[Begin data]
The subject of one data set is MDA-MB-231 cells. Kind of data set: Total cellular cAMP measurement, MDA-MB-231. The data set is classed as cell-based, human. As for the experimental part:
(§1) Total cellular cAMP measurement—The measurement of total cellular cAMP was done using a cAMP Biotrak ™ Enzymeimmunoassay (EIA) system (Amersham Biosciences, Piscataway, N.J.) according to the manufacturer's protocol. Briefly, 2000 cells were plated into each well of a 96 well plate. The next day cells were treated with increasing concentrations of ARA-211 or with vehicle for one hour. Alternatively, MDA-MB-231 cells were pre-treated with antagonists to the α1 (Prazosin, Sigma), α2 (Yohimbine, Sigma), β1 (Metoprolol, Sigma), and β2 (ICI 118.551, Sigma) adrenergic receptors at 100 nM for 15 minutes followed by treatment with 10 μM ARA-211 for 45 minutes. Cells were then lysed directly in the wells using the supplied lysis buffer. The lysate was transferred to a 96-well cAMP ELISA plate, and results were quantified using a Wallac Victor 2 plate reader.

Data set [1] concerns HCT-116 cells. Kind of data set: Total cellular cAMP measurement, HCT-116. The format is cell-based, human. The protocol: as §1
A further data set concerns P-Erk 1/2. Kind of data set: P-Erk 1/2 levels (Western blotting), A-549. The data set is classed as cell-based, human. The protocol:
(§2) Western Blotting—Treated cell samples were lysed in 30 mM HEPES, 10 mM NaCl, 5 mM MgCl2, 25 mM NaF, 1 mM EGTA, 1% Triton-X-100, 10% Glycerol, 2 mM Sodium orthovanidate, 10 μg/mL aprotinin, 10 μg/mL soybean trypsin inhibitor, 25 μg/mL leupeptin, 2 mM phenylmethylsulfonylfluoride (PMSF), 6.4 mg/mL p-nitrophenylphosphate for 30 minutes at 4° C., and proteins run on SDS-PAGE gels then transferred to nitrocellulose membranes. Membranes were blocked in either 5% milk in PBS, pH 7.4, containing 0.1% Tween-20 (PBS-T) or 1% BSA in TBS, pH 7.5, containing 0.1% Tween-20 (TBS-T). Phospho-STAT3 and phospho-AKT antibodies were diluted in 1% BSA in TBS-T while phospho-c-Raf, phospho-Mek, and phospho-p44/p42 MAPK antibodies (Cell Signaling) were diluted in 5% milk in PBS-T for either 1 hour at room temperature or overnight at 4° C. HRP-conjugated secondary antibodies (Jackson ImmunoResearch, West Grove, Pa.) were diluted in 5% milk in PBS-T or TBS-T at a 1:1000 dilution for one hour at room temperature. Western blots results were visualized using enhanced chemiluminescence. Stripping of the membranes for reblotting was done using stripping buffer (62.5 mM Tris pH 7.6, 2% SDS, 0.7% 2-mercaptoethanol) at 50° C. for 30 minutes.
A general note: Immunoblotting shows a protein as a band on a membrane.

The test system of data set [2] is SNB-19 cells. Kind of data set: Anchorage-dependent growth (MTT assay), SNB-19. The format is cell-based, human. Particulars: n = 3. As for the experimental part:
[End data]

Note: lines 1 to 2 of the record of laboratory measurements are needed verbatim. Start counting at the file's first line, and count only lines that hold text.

The subject of one data set is MDA-MB-231 cells. Kind of data set: Total cellular cAMP measurement, MDA-MB-231. The data set is classed as cell-based, human. As for the experimental part:
(§1) Total cellular cAMP measurement—The measurement of total cellular cAMP was done using a cAMP Biotrak ™ Enzymeimmunoassay (EIA) system (Amersham Biosciences, Piscataway, N.J.) according to the manufacturer's protocol. Briefly, 2000 cells were plated into each well of a 96 well plate. The next day cells were treated with increasing concentrations of ARA-211 or with vehicle for one hour. Alternatively, MDA-MB-231 cells were pre-treated with antagonists to the α1 (Prazosin, Sigma), α2 (Yohimbine, Sigma), β1 (Metoprolol, Sigma), and β2 (ICI 118.551, Sigma) adrenergic receptors at 100 nM for 15 minutes followed by treatment with 10 μM ARA-211 for 45 minutes. Cells were then lysed directly in the wells using the supplied lysis buffer. The lysate was transferred to a 96-well cAMP ELISA plate, and results were quantified using a Wallac Victor 2 plate reader.